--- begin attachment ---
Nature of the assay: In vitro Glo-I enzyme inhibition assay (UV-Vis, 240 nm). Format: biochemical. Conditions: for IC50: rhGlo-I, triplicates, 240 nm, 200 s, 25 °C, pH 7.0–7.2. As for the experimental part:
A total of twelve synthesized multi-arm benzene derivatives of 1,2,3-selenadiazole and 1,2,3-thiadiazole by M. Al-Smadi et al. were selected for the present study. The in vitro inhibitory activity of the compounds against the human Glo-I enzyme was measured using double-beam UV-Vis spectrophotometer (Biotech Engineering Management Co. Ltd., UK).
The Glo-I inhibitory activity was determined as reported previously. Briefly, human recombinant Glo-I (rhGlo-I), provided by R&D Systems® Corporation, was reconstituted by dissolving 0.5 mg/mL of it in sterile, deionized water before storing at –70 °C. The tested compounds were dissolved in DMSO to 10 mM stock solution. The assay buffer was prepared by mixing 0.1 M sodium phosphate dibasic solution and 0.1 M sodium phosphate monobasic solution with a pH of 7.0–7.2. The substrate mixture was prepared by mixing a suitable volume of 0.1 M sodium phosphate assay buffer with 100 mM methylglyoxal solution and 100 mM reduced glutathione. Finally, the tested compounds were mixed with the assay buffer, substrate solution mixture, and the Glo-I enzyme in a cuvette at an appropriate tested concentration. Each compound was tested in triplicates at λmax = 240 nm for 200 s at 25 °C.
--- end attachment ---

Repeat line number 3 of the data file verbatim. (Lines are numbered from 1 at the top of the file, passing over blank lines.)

The Glo-I inhibitory activity was determined as reported previously. Briefly, human recombinant Glo-I (rhGlo-I), provided by R&D Systems® Corporation, was reconstituted by dissolving 0.5 mg/mL of it in sterile, deionized water before storing at –70 °C. The tested compounds were dissolved in DMSO to 10 mM stock solution. The assay buffer was prepared by mixing 0.1 M sodium phosphate dibasic solution and 0.1 M sodium phosphate monobasic solution with a pH of 7.0–7.2. The substrate mixture was prepared by mixing a suitable volume of 0.1 M sodium phosphate assay buffer with 100 mM methylglyoxal solution and 100 mM reduced glutathione. Finally, the tested compounds were mixed with the assay buffer, substrate solution mixture, and the Glo-I enzyme in a cuvette at an appropriate tested concentration. Each compound was tested in triplicates at λmax = 240 nm for 200 s at 25 °C.